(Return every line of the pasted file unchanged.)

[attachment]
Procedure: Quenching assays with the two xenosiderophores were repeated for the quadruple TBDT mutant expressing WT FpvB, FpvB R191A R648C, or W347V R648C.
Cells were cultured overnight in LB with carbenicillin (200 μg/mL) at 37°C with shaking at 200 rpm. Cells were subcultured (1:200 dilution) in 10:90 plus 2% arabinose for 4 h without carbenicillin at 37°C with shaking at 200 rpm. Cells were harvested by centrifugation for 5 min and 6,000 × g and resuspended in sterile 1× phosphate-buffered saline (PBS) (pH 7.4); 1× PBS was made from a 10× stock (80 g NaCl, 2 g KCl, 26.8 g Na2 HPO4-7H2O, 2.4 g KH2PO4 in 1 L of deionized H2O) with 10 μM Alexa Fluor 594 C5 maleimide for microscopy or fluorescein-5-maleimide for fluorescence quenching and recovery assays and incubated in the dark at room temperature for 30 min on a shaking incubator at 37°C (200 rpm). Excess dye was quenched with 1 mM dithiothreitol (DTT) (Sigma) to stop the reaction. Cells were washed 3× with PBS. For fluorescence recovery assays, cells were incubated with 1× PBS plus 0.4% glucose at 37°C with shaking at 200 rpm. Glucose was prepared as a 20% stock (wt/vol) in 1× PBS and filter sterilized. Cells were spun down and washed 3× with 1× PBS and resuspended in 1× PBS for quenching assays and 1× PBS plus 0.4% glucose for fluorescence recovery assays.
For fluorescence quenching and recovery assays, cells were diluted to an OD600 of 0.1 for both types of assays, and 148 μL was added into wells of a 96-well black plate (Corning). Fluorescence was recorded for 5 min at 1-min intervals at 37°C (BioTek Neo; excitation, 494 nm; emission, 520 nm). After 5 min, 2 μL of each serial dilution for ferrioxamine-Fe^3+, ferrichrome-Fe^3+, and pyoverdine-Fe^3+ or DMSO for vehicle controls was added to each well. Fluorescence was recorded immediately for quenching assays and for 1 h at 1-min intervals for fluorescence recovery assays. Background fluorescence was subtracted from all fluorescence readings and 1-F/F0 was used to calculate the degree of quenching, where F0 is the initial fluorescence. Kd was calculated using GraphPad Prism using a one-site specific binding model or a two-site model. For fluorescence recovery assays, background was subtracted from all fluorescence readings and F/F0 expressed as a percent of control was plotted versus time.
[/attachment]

Procedure: Quenching assays with the two xenosiderophores were repeated for the quadruple TBDT mutant expressing WT FpvB, FpvB R191A R648C, or W347V R648C.
Cells were cultured overnight in LB with carbenicillin (200 μg/mL) at 37°C with shaking at 200 rpm. Cells were subcultured (1:200 dilution) in 10:90 plus 2% arabinose for 4 h without carbenicillin at 37°C with shaking at 200 rpm. Cells were harvested by centrifugation for 5 min and 6,000 × g and resuspended in sterile 1× phosphate-buffered saline (PBS) (pH 7.4); 1× PBS was made from a 10× stock (80 g NaCl, 2 g KCl, 26.8 g Na2 HPO4-7H2O, 2.4 g KH2PO4 in 1 L of deionized H2O) with 10 μM Alexa Fluor 594 C5 maleimide for microscopy or fluorescein-5-maleimide for fluorescence quenching and recovery assays and incubated in the dark at room temperature for 30 min on a shaking incubator at 37°C (200 rpm). Excess dye was quenched with 1 mM dithiothreitol (DTT) (Sigma) to stop the reaction. Cells were washed 3× with PBS. For fluorescence recovery assays, cells were incubated with 1× PBS plus 0.4% glucose at 37°C with shaking at 200 rpm. Glucose was prepared as a 20% stock (wt/vol) in 1× PBS and filter sterilized. Cells were spun down and washed 3× with 1× PBS and resuspended in 1× PBS for quenching assays and 1× PBS plus 0.4% glucose for fluorescence recovery assays.
For fluorescence quenching and recovery assays, cells were diluted to an OD600 of 0.1 for both types of assays, and 148 μL was added into wells of a 96-well black plate (Corning). Fluorescence was recorded for 5 min at 1-min intervals at 37°C (BioTek Neo; excitation, 494 nm; emission, 520 nm). After 5 min, 2 μL of each serial dilution for ferrioxamine-Fe^3+, ferrichrome-Fe^3+, and pyoverdine-Fe^3+ or DMSO for vehicle controls was added to each well. Fluorescence was recorded immediately for quenching assays and for 1 h at 1-min intervals for fluorescence recovery assays. Background fluorescence was subtracted from all fluorescence readings and 1-F/F0 was used to calculate the degree of quenching, where F0 is the initial fluorescence. Kd was calculated using GraphPad Prism using a one-site specific binding model or a two-site model. For fluorescence recovery assays, background was subtracted from all fluorescence readings and F/F0 expressed as a percent of control was plotted versus time.